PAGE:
Fairhaven Highlands is an example of planning with nature. Revising a plan developed years earlier, the new plan was based on a year’s worth of site analysis and monitoring of wetland hydrology. Modest tweaks to the building type without changing yield and working in conjunction with the site’s natural features resulted in a new, highly efficient plan. It was able to preserve, over the previous site proposal, an additional 20 acres of land, for a total of 40 preserved acres, keep development to the areas with the least impact and reduce building heights from 8-10 floors to 3-5 floors.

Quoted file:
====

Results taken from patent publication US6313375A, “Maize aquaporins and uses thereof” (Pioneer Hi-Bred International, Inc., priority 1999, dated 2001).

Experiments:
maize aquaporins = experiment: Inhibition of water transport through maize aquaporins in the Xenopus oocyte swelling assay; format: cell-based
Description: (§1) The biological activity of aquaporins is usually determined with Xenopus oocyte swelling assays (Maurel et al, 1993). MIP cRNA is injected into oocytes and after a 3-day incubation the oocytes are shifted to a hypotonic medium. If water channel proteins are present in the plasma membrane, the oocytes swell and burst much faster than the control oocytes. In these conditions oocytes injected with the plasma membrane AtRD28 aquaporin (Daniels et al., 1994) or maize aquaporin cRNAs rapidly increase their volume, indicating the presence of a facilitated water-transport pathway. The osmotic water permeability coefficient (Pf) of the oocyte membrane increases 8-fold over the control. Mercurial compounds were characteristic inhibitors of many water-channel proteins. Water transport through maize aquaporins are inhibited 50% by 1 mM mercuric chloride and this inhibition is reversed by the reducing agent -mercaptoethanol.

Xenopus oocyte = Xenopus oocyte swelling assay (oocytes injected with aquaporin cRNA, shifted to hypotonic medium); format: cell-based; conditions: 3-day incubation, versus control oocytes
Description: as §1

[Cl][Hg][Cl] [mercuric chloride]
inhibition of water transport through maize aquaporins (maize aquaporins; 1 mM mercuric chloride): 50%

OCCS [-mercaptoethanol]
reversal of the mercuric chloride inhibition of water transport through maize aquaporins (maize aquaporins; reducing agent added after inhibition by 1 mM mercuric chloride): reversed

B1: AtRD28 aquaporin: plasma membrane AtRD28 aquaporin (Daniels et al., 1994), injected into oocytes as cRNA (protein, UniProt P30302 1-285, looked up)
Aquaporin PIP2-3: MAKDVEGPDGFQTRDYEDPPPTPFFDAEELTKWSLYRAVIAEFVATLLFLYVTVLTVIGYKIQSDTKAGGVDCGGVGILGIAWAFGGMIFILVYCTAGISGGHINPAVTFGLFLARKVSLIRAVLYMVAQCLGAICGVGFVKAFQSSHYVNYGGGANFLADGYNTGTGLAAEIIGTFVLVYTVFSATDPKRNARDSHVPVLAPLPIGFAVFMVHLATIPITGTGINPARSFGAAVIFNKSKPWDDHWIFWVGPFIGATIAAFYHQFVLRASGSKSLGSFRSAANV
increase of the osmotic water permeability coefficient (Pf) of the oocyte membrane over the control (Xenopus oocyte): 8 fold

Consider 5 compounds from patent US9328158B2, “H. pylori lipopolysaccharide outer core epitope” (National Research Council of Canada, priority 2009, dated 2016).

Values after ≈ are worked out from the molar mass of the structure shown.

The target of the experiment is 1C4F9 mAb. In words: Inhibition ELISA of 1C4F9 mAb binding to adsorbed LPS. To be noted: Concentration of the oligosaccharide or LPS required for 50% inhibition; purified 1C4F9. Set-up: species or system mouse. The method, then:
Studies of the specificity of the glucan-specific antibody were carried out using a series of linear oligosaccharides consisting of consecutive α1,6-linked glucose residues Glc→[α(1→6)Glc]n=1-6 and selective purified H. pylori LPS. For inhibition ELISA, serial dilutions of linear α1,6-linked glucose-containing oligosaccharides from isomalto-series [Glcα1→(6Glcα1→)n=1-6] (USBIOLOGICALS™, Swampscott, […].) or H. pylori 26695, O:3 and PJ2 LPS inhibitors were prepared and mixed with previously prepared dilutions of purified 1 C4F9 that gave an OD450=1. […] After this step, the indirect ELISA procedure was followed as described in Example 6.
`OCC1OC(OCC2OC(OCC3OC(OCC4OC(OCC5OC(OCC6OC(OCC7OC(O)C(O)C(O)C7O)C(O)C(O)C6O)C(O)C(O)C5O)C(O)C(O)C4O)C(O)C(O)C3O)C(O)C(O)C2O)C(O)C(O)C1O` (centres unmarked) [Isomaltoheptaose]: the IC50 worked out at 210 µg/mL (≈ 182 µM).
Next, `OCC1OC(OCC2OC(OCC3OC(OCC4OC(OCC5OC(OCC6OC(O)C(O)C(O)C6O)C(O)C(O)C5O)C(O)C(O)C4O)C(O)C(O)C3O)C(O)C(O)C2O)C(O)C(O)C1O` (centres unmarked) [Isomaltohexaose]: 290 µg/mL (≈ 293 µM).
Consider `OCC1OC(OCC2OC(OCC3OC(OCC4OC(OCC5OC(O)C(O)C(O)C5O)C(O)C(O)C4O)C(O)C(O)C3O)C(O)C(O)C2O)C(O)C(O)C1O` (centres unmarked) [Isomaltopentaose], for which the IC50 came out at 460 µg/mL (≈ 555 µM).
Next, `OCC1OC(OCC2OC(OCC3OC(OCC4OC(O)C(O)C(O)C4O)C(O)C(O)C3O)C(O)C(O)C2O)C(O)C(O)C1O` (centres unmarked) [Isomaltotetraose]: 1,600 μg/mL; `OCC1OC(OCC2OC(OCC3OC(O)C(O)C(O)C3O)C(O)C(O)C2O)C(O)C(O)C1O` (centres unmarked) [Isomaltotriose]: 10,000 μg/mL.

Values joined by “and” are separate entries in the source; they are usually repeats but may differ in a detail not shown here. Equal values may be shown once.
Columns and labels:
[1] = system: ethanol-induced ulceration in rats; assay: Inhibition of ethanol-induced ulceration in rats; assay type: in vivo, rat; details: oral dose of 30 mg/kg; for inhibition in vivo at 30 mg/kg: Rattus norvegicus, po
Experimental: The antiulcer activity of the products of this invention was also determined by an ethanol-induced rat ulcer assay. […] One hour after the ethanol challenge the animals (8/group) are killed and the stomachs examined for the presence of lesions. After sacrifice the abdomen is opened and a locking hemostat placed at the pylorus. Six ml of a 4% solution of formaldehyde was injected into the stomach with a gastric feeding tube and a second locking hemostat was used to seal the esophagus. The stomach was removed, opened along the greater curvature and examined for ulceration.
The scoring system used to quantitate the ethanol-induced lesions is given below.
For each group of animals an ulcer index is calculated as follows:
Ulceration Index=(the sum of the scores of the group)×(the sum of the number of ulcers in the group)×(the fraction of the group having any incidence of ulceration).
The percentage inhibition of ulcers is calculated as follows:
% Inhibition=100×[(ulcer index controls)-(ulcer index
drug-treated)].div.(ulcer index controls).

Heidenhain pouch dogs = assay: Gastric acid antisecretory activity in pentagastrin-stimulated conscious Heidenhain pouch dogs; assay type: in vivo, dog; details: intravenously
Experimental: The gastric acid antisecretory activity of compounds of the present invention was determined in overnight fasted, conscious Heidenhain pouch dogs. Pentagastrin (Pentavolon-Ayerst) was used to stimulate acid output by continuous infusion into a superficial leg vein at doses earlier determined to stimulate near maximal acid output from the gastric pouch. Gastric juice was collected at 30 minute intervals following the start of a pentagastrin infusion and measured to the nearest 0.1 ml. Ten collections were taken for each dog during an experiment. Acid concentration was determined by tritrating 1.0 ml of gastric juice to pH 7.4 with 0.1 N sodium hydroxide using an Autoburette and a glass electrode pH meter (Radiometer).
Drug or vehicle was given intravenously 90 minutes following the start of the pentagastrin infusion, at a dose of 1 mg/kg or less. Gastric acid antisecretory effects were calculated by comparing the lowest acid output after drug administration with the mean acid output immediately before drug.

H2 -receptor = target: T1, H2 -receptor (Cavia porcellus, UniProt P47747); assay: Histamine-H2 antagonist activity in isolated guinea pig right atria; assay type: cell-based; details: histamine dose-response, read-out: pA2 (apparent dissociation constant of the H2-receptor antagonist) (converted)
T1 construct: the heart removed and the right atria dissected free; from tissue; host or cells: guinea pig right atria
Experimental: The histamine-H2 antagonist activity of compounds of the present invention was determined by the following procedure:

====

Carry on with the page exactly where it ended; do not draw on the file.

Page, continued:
The compactness of the plan reduced infrastructure costs – both environmental and financial – and, by reducing building height, allowed for a less expensive construction type. Low impact storm water strategies were planned throughout to preserve the site hydrology and water quality and mimic pre-development conditions.
Read more about Fairhaven Highlands in the Case Study.
September 23, 2009